Maria Shriver Apologizes Over Cell Phone Use While Driving

Maria Shriver, wife of Calif. Gov. Arnold Schwarzenegger, apologized today for violating violating a state ban on using handheld cell phones while driving.

Celebrity Web site TMZ.com posted two photos and a video Tuesday each showing Shriver holding a cell phone to her ear while behind the wheel on three separate occasions.

The photos -- one said to be from July and one snapped last week -- created a stir on blogs, chat rooms and Twitter after they were posted online.

Retribution for the violation seemed to be coming from no less than the state's top elected official: her husband.

On his Twitter feed Tuesday afternoon, Schwarzenegger wrote to TMZ.com founder Harvey Levin: "Thanks for bringing her violations to my attention. There's going to be swift action."

Hours later, the Web site added a video it says was shot Tuesday in Brentwood, Calif., where the family lives. It briefly shows Shriver behind the wheel of a large black SUV and holding a cell phone to her ear. She then appears to put the phone down as she drives past the camera.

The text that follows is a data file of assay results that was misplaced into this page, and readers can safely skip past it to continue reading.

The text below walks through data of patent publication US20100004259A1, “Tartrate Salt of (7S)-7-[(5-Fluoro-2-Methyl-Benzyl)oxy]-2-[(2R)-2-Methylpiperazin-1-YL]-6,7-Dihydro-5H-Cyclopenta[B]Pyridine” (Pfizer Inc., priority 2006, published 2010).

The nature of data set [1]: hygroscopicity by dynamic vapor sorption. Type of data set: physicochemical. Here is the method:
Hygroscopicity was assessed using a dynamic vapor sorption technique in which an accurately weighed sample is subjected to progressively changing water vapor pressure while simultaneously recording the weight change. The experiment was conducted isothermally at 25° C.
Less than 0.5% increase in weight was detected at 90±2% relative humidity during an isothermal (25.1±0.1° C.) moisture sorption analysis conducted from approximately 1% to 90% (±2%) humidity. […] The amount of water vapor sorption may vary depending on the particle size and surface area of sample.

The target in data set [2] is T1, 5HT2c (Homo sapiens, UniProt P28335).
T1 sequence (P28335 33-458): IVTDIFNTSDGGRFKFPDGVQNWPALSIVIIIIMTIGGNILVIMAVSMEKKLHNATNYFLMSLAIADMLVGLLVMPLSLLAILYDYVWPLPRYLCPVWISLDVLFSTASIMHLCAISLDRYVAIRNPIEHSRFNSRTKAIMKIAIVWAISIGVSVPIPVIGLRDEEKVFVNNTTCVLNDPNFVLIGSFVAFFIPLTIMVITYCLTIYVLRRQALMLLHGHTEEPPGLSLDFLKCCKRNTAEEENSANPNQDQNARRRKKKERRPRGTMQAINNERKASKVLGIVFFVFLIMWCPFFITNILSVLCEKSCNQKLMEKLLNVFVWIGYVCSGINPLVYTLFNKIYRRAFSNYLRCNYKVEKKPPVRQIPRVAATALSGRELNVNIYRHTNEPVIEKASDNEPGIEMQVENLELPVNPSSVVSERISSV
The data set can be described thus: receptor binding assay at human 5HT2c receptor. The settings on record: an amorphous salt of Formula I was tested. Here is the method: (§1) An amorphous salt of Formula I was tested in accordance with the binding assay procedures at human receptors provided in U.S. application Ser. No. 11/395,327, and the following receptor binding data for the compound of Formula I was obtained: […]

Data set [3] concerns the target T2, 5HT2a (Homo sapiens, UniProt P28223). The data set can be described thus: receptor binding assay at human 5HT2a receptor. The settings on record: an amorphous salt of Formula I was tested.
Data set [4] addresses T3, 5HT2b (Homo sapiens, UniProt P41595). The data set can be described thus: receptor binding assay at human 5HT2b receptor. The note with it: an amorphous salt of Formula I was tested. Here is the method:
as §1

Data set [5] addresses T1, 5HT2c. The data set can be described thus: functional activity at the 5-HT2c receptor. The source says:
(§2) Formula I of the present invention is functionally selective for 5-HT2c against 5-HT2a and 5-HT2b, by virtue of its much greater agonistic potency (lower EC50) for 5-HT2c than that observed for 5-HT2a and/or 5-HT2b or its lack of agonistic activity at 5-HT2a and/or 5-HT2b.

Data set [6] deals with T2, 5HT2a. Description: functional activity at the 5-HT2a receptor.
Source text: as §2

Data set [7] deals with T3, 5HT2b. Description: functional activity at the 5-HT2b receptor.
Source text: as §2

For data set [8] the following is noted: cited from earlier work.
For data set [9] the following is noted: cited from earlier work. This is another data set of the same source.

On Wednesday Shriver released a statement apologizing for the behavior and saying that she will donate the old cell phone seen in the photographs to charity.

"That's my version of swift action with a higher purpose," Shriver said.

Earlier Schwarzenegger spokesman Aaron McLear explained earlier that by "swift action," the governor means he'll ask his wife not to hold the phone while driving, but there could be monetary consequences as well.

Schwarzenegger signed a law last year requiring California drivers to use a hands-free device when talking on cell phones. Since then, the California Highway Patrol has issued more than 150,000 citations, according to The Associated Press. That figure does not include citations issued by local police.

State fines for driving while using a hand-held device are $20 for the first ticket and $50 for subsequent tickets, plus additional fees.

In Los Angeles County, where Brentwood is located, the fines are $93 for the first ticket and $201 for the next one, meaning Shriver could have owed at least $300 in fines and court fees had she been caught by police.

The Associated Press contributed to this story.

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